• Intermittent fasting is so much easier that dieting. When you diet, there’s a possibility that it won’t be followed anymore over the long term. As for intermittent fasting, it’s very easy to implement since you’ll only have to think that you need to eat all the time (unlike in dieting where you’ll go very conscious of the amount and kind of food you eat);
  • Intermittent fasting requires less time, effort, and money. This is because you’d only have to prepare for fewer meals than what you’re used to.

These studies are still in the early stages, and there are only a few proven facts. Many of these are still in the process of being investigated and verified by scientists and the like. Although there are just limited anecdotes about intermittent fasting, be assured that it is safer than most weight loss plans and techniques.

What are the Disadvantages and Negative Effects?

Of course, where there are benefits, there would also be drawbacks to intermittent fasting. Intermittent fasting will most likely lead to lower energy and focus. That “Ugh, I’m so hungry!” Feeling would always be there, too. Your body will probably get a shock in the transition of regular eating habits to intermittent fasting. But then again, once your body gets used to it, it can quickly adapt and start to function well despite the fact that you’ve eaten fewer meals than usual.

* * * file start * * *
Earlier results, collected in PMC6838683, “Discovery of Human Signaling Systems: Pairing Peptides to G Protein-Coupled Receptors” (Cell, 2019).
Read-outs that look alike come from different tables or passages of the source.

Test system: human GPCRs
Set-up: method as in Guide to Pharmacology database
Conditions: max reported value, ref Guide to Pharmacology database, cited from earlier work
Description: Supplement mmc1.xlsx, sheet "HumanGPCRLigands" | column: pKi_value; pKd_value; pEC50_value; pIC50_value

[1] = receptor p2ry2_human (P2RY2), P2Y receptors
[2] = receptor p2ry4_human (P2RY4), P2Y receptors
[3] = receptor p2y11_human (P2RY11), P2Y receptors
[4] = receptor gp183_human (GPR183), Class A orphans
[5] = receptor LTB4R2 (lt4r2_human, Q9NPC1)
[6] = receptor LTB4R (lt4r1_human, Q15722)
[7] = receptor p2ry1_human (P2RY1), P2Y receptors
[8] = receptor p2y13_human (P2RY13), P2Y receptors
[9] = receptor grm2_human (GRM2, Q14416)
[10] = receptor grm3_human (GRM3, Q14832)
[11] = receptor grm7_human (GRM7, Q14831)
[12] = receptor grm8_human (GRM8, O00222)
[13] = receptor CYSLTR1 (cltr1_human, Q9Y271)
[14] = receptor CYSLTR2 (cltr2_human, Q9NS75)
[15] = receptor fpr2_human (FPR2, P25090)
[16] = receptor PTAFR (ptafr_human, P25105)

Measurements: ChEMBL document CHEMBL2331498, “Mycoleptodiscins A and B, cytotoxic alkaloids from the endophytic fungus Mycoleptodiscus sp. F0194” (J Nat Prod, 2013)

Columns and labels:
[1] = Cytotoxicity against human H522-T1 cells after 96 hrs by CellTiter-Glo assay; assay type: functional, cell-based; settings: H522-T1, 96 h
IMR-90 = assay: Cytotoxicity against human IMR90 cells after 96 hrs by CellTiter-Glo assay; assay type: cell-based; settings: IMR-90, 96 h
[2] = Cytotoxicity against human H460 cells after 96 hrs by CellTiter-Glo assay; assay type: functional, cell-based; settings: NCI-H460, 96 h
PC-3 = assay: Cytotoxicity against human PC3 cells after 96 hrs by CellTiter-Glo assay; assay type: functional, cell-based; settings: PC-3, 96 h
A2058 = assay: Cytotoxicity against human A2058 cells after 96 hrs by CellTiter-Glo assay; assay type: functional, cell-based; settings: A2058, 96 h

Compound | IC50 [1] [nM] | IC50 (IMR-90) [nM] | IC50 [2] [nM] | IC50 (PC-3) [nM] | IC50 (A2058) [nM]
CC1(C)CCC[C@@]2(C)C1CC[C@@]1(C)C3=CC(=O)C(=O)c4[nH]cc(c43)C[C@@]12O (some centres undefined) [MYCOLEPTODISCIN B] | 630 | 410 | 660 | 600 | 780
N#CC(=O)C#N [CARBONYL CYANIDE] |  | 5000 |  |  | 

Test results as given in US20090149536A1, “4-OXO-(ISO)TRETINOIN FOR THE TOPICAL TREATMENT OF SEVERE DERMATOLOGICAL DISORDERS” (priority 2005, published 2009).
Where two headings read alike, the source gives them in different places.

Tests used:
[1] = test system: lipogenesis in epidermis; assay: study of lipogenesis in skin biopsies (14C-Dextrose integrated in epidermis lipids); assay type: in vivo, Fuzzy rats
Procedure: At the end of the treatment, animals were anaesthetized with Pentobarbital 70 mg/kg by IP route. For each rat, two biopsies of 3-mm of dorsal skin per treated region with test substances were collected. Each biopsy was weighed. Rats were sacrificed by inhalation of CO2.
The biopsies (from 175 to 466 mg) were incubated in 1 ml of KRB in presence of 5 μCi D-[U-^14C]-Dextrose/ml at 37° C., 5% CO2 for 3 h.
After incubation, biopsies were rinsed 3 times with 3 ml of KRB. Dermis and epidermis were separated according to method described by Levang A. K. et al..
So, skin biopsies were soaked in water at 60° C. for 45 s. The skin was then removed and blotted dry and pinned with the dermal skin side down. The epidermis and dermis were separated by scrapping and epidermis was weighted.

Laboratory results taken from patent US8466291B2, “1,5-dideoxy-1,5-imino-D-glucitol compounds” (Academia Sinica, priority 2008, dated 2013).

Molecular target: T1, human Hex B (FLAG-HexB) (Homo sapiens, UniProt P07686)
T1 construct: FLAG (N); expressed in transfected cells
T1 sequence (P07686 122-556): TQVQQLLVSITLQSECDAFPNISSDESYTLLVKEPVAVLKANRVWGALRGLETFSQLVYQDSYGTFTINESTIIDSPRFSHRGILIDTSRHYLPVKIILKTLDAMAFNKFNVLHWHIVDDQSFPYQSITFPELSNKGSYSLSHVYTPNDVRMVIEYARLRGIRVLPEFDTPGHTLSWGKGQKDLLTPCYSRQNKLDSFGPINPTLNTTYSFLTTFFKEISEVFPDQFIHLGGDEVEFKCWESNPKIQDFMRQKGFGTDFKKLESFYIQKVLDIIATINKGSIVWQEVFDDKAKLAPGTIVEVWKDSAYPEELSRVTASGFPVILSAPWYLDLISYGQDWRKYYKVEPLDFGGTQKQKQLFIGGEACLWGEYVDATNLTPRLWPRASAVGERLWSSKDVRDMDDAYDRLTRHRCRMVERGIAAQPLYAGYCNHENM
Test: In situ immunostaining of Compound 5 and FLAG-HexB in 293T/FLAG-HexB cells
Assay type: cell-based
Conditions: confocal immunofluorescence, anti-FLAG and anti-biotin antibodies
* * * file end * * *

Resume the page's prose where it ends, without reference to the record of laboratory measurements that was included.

Intermittent fasting can also be difficult for some people who have problems with blood sugar regulation, hypoglycaemia, diabetes, etc. If you are planning to start on intermittent fasting and you happen to have some health problems, you should visit first your doctor or dietitian and discuss your plans.

Intermittent fasting is just perfect for women who want to maintain their healthy body while losing some unwanted fat, and getting leaner muscles at the same time. There are fewer risks when doing such fasting compared to actually engaging in diet plans. This is also very applicable to men, too.

Conclusion

So, when you finally decide to give intermittent fasting a go, just remember two things: research, and experiment. Research, in the sense that you’ll have to search up a few things about it, so you’ll know what to expect and not, and experiment by trying different fasting schedules and see for yourself which works best for you. Your body will give you the signals when it’s finally the right method that you’re using. Experiment and then follow what your body responds favourably to. You can also read forums and discussions about intermittent fasting. This will help you boost your confidence in what you’re about to do, and you’ll also be able to find answers as well as support from other people who’s also trying to do the same thing as you.

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About Brenan Quirante

Brenan Quirante is a publisher at Peak Nootropics, a blog dedicated to supplements that enhance brain function. Peak Nootropics supplement ensures benefits such as enhanced learning, improved  memory, increased motivation in workouts, and enhanced mood and much more. Connect with Peak Nootropics through  http://peaknootropics.com/     www.facebook.com/peaknootropics/;   https://twitter.com/peaknootropics